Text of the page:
Current Courses

Our goal is to enhance the intellectual, social, and cultural life of adults by providing challenging, diverse, and relevant courses on academic topics. Most of our classes are four to six weeks long and meet once a week for 1-1/2 or 2 hours. Our volunteer instructors are motivated by their desire to share their knowledge and facilitate thoughtful discussions on academic topics. 

 

We have two semesters: Fall and Winter/Spring. 

Check out the great courses below and click here for instructions on creating a DavidsonLearns account, joining DavidsonLearns, and registering for Winter/Spring courses.

Winter/Spring 2021 Current Courses

Below is detailed information on the courses that we are offering.  Once you have decided which courses you want to take, click on the “Register for Courses” button.  It will take you to the registration program.

Status: Registration opens Dec. 7

Beginning Genealogy

This course is an introduction to genealogical research and is suitable for those who have never tried genealogy or who have dabbled in it but have not made much progress. The emphasis will be on learning some enduring principles of genealogy and on getting guidance on applying these principles to your own project.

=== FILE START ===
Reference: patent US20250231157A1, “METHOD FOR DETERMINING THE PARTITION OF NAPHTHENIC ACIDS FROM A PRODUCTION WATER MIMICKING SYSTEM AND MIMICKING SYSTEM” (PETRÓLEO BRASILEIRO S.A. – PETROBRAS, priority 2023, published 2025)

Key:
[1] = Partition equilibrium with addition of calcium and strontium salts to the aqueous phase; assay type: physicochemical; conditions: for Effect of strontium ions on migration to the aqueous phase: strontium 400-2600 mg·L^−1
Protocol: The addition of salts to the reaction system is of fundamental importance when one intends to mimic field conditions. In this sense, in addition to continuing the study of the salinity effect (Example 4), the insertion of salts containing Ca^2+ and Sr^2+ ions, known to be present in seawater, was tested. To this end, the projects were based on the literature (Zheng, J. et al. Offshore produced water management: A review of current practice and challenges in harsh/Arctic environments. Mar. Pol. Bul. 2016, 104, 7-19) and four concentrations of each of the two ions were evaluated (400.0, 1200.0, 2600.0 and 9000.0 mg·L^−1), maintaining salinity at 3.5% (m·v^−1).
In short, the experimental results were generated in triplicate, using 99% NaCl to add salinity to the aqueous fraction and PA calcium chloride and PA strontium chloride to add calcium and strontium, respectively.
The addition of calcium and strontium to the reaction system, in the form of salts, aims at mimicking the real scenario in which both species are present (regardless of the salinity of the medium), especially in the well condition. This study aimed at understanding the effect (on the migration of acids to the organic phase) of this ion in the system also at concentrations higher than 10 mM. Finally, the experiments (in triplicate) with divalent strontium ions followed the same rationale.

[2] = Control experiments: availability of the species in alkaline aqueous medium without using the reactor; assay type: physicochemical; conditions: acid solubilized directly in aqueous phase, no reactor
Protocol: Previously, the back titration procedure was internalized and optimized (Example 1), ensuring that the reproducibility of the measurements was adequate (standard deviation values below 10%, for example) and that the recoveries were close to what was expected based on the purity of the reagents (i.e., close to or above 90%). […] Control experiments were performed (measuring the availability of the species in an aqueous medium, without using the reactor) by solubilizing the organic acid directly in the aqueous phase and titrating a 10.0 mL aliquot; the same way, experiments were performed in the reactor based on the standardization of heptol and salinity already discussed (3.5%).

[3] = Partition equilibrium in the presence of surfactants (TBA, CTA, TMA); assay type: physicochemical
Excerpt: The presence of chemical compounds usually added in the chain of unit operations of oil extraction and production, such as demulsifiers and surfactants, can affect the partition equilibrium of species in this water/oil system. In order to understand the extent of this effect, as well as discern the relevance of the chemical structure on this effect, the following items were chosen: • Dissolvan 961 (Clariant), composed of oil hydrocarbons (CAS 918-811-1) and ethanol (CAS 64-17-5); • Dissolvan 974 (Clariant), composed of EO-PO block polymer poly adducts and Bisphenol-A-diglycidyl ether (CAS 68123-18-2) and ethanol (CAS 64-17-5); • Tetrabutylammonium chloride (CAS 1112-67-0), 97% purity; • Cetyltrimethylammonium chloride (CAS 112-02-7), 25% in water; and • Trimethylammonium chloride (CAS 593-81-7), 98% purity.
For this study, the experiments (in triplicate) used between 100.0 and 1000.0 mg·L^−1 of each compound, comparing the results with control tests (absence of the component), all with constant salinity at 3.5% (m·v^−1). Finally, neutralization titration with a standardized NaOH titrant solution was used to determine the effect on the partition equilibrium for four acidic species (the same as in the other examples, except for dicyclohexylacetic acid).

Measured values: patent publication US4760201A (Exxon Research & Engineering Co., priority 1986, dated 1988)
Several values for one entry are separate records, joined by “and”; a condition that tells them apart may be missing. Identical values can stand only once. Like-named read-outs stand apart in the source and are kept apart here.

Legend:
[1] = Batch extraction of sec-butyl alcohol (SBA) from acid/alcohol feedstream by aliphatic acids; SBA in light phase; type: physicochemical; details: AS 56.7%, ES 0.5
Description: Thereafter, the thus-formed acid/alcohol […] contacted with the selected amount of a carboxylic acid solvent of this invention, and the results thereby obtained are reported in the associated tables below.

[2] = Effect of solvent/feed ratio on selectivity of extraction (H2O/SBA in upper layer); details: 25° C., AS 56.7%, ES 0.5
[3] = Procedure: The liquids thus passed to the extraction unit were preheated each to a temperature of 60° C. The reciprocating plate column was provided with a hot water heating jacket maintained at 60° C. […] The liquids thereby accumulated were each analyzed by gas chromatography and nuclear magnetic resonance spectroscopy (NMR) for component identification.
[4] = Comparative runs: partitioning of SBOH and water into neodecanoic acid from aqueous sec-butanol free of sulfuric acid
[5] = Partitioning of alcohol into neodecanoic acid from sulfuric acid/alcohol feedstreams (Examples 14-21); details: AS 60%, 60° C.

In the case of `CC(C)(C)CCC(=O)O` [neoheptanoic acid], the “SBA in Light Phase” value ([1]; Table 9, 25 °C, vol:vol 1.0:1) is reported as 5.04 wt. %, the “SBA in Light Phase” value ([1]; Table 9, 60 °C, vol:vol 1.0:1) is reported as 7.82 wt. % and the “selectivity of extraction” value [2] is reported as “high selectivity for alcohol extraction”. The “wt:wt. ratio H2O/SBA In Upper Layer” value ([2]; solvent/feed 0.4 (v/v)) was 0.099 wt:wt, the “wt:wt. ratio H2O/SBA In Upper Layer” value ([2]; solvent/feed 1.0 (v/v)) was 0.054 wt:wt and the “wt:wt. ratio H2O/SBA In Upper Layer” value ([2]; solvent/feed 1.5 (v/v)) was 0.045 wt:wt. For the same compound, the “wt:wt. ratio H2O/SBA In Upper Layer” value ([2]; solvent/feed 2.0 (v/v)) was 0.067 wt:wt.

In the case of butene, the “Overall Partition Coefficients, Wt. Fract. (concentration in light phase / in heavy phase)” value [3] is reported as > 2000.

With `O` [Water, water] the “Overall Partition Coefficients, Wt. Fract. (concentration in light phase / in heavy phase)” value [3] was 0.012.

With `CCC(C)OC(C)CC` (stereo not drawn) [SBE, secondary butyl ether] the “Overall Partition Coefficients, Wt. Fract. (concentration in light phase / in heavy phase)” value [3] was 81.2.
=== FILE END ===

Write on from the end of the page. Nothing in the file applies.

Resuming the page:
*This course requires a minimum of 6 to a maximum of 12 students.

Suggested Readings

A bibliography of suggested articles, texts, and videos will be emailed to registrants before the first class meeting.

Cost

$55

Time

1:00 PM - 2:30 PM

Zoom Orientation 

Monday, Apr. 19 at 1:00 - 2:00 PM

Location

Online

As of now, all our Winter/Spring 2021 courses will be offered ONLINE only. Each course meets as a video conference on a Zoom platform. To ensure a pleasant experience with your Zoom course, we encourage you to download and install the free Zoom Application now. Click here for instructions.

Also, please note that each course has a Zoom Orientation session prior to the start of that course. We encourage you to attend this orientation, as it is not solely a “learn to use Zoom” session. It also serves as an opportunity for class members to introduce themselves and become acquainted with the course materials.

If you would like to take a course that is full, please add your name to the waitlist, and we will contact you if a seat becomes available. Please do not contact the instructor directly.

Day

Tuesday

Dates

Apr. 20, 27; May 4, 11, 18

Status: Registration opens Dec. 7

Connections and Conflicts in the Humanities: The Body, Part 2

This year-long course examines connections and conflicts in the humanities under the broad theme of the body. The lecture-based course runs parallel to Davidson College’s Humanities Program and is based primarily on approximately 20 public faculty lectures and on other college-sponsored public events. All course lectures and events this year will be fully online, mostly asynchronous and recorded. The DavidsonLearns course consists of both those events and 8 seminar-style class discussions led by Professor Scott Denham.